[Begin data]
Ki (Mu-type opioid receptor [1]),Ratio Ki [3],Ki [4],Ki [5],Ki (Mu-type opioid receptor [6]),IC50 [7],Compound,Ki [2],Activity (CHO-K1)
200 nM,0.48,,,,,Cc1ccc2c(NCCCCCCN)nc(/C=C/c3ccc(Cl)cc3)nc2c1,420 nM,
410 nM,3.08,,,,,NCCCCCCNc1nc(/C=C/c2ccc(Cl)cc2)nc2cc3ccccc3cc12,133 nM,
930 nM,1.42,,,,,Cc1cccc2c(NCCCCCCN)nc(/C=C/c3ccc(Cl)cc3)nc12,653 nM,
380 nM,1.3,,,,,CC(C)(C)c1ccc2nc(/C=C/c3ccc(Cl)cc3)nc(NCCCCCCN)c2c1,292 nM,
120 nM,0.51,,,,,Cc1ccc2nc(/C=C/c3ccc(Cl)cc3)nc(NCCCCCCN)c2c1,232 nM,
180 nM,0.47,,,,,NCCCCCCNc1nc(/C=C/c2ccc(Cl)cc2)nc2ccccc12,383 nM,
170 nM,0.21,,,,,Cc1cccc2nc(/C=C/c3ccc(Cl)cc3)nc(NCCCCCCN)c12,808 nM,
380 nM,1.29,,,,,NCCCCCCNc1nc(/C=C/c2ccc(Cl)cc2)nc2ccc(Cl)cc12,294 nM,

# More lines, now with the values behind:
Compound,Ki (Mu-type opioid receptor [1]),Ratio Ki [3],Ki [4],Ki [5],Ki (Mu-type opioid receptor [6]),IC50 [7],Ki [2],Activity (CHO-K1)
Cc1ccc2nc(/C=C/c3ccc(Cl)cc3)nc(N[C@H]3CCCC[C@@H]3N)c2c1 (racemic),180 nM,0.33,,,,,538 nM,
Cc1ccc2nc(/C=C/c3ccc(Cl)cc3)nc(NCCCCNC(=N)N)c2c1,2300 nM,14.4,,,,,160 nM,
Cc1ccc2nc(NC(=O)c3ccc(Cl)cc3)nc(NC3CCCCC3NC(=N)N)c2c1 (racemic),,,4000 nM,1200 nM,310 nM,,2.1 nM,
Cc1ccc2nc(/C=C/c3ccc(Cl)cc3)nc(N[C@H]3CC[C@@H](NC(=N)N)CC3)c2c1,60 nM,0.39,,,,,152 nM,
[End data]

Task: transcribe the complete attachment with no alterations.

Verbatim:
Ki (Mu-type opioid receptor [1]),Ratio Ki [3],Ki [4],Ki [5],Ki (Mu-type opioid receptor [6]),IC50 [7],Compound,Ki [2],Activity (CHO-K1)
200 nM,0.48,,,,,Cc1ccc2c(NCCCCCCN)nc(/C=C/c3ccc(Cl)cc3)nc2c1,420 nM,
410 nM,3.08,,,,,NCCCCCCNc1nc(/C=C/c2ccc(Cl)cc2)nc2cc3ccccc3cc12,133 nM,
930 nM,1.42,,,,,Cc1cccc2c(NCCCCCCN)nc(/C=C/c3ccc(Cl)cc3)nc12,653 nM,
380 nM,1.3,,,,,CC(C)(C)c1ccc2nc(/C=C/c3ccc(Cl)cc3)nc(NCCCCCCN)c2c1,292 nM,
120 nM,0.51,,,,,Cc1ccc2nc(/C=C/c3ccc(Cl)cc3)nc(NCCCCCCN)c2c1,232 nM,
180 nM,0.47,,,,,NCCCCCCNc1nc(/C=C/c2ccc(Cl)cc2)nc2ccccc12,383 nM,
170 nM,0.21,,,,,Cc1cccc2nc(/C=C/c3ccc(Cl)cc3)nc(NCCCCCCN)c12,808 nM,
380 nM,1.29,,,,,NCCCCCCNc1nc(/C=C/c2ccc(Cl)cc2)nc2ccc(Cl)cc12,294 nM,

# More lines, now with the values behind:
Compound,Ki (Mu-type opioid receptor [1]),Ratio Ki [3],Ki [4],Ki [5],Ki (Mu-type opioid receptor [6]),IC50 [7],Ki [2],Activity (CHO-K1)
Cc1ccc2nc(/C=C/c3ccc(Cl)cc3)nc(N[C@H]3CCCC[C@@H]3N)c2c1 (racemic),180 nM,0.33,,,,,538 nM,
Cc1ccc2nc(/C=C/c3ccc(Cl)cc3)nc(NCCCCNC(=N)N)c2c1,2300 nM,14.4,,,,,160 nM,
Cc1ccc2nc(NC(=O)c3ccc(Cl)cc3)nc(NC3CCCCC3NC(=N)N)c2c1 (racemic),,,4000 nM,1200 nM,310 nM,,2.1 nM,
Cc1ccc2nc(/C=C/c3ccc(Cl)cc3)nc(N[C@H]3CC[C@@H](NC(=N)N)CC3)c2c1,60 nM,0.39,,,,,152 nM,